Mike Longaecker is the regional public safety reporter for RiverTown Multimedia. His coverage area spans St. Croix and Pierce counties. Longaecker served from 2011-2015 as editor of the Woodbury Bulletin. A University of Wisconsin-River Falls graduate, Longaecker previously reported for the Red Wing Republican Eagle and for the Forum Communications Minnesota Capitol Bureau. You can follow him on Twitter at @Longaecker
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State and local officials scooped ceremonial dirt piles June 26 during a groundbreaking ceremony for the Little Falls Lake dam, a $20 million project that will rebuild the existing structure and restore the lake above it at Willow River State Park. Mike Longaecker / RiverTown Multimedia
NEW RICHMOND — A stride past a puff of cigarette smoke and children playing on the sidewalk leads to the entrance of the Lowrey Hotel, where visitors are greeted by a bulletin board in the foyer. An assortment of messages spell out hotel owner Stacy Wright's code of conduct for tenants. There are many edicts among "Stacy's Simple Rules," as they're listed, but Wright said one above all sums up her philosophy as owner of the inn. She can recite it from memory.
A 22-year-old Hastings man died last weekend after a trench collapse in Pierce County. The Pierce County Sheriff’s Office said 22-year-old Joseph T. Sanderson was airlifted Saturday, June 30, 2018, after the accident at N7155 690th St. in the town of Martell. Deputies said in a news release that Sanderson succumbed to his injuries later that day at Regions Hospital.
ELLSWORTH — The Prescott police officers fired by the city last year will not get their jobs back, a judge decided Tuesday. Buffalo-Pepin Circuit Court Judge James Duvall dismissed a lawsuit brought by former officers Bryan Massman and Ryan Most and denied motions from their attorney that sought to restore their jobs and provide them back-pay. The contract outlining the grievance process was ambiguous "at a minimum," the judge said, but concluded it was clear that, as probationary officers, they were not eligible for just-cause termination rights.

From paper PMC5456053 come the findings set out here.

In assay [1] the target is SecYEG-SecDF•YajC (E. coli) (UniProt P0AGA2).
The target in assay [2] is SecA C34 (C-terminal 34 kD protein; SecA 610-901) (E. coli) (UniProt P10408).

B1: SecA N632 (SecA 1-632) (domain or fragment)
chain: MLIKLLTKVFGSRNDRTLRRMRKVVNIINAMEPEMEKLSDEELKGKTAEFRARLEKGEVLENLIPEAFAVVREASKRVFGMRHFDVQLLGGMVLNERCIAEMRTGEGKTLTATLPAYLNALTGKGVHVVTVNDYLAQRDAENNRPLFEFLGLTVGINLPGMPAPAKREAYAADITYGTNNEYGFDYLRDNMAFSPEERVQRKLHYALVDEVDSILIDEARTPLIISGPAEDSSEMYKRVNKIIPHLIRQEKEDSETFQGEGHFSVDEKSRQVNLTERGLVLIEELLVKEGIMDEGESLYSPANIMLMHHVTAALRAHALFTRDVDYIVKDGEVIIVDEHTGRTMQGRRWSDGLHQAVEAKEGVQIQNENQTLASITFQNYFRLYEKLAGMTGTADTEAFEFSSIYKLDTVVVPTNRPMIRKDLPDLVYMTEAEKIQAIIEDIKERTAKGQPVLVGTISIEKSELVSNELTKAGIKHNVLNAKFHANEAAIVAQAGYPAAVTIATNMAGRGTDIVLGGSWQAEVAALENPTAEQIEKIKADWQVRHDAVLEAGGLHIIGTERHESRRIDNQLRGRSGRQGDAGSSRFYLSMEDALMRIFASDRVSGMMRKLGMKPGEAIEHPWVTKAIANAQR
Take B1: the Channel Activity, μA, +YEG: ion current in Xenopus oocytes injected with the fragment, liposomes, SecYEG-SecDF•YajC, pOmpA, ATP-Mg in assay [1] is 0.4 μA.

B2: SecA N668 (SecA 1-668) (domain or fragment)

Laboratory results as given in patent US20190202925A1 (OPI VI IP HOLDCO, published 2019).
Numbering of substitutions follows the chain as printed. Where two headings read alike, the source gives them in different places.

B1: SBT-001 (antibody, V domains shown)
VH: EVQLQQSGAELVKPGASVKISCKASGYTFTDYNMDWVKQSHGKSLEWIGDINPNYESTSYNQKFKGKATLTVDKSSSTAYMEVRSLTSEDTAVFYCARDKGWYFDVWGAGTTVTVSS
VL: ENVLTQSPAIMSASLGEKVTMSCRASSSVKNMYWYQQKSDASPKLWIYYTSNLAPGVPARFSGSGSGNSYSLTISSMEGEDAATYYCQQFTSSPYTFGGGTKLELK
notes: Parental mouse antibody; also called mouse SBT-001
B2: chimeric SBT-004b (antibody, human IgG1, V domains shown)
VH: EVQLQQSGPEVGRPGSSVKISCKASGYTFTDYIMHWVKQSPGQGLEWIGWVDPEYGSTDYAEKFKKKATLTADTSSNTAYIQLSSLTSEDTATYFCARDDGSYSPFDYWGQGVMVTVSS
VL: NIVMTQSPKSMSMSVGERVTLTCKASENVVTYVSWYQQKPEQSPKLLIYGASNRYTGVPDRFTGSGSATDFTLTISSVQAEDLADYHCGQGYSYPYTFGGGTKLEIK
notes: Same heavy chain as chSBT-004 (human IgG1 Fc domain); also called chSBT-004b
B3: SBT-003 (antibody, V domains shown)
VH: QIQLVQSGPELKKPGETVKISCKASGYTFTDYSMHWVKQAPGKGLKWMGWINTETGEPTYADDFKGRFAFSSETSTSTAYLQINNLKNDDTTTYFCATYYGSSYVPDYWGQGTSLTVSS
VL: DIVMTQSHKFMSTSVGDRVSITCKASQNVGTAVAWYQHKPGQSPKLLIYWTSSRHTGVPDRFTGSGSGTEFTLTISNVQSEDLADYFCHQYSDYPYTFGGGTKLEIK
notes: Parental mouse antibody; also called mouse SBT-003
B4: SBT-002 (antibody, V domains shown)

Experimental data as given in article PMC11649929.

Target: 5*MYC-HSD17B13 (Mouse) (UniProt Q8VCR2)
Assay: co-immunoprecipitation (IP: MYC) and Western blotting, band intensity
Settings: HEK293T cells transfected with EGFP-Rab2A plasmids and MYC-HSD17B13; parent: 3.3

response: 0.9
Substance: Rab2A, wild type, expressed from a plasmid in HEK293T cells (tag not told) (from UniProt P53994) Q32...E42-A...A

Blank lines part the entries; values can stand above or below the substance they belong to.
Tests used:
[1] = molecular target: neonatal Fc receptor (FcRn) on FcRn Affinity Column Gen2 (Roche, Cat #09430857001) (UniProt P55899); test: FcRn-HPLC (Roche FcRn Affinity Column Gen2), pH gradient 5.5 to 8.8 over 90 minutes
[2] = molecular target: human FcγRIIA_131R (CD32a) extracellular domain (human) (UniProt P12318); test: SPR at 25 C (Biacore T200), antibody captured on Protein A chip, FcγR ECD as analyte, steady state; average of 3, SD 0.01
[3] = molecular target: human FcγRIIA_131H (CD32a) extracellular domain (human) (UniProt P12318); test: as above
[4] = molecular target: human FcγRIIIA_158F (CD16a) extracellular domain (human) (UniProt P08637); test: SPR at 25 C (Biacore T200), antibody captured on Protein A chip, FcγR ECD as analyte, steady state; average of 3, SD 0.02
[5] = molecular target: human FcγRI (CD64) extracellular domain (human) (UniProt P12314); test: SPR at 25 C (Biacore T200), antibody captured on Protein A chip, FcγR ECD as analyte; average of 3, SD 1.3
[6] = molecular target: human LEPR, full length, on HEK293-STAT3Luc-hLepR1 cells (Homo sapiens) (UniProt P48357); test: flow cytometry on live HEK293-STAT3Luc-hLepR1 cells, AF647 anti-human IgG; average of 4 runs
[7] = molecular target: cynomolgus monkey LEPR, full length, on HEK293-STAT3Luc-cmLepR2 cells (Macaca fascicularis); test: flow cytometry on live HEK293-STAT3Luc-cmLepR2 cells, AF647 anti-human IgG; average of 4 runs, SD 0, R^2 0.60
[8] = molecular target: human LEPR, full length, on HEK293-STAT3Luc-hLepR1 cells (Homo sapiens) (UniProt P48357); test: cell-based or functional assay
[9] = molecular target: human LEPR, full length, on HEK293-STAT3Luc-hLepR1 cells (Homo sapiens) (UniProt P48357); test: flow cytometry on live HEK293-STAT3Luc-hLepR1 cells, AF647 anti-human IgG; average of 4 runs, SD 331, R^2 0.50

Officers responded to two separate crashes one day apart last weekend along the same stretch of Highway 35 in Pierce County. The first crash occurred at 10:35 a.m. Friday, June 22, when Pierce County sheriff's deputies were called to a motorcycle crash on Highway 35 near 1005th Street in Diamond Bluff. The driver, 65-year-old Thomas J. Kormylo, was taken by Red Wing ambulance to a hospital for undisclosed injuries. Deputies said the Winnipeg, Manitoba, Canada, resident was northbound on the highway when he swerved his 2007 Harley-Davidson to avoid a deer in the road.
A number of Wisconsin schools will be using gunshot-detection sensors when classes resume this fall to try to get police to respond more quickly to a mass shooting. The sensors are among various security upgrades schools are rolling out with grant money state lawmakers approved this year after the shootings in Parkland, Florida. Officials say the Kenosha Unified School District plans to use $384,000 of its nearly $900,000 award to install sensors from New Mexico-based EAGL Technology at its 43 schools.
St. Croix County Sheriff's Office leaders were satisfied they had found the right body cameras for their officers. They just needed the right apparatus to hold them in place. The new cameras offer deputies different options — they're military-grade cellphones capable of audio recording and GPS tracking — but while testing the devices, sheriff's officials learned there was a drawback. There wasn't anything holding them in place.
The St. Croix County Sheriff's Office will be drawing from other agencies' experiences while minding potential legislative changes as it prepares to launch its body camera program later this year. The cameras — beefed-up smartphones, actually — will be issued to the department's patrol deputies, jail staff and investigators later this summer, St. Croix County Sheriff Scott Knudson said. The $230,000 program comes as state lawmakers revisit body-camera legislation that will likely be resurrected after crumbling in 2017.
The former Hudson dentist facing ongoing scrutiny for his dental practices pleaded no contest this week to two misdemeanor crimes, though a plea agreement allows for the charges to be dropped after a year.
A Minneapolis man allegedly had an older pickup truck he'd stolen from Ohio, but a girl with him said they went to Hudson where "it's easier to steal cars from there." Authorities said in a criminal complaint that the man did just that, and drove a 2-year-old SUV out of a Hudson driveway that was loaded with belongings he'd snatched from other parked cars.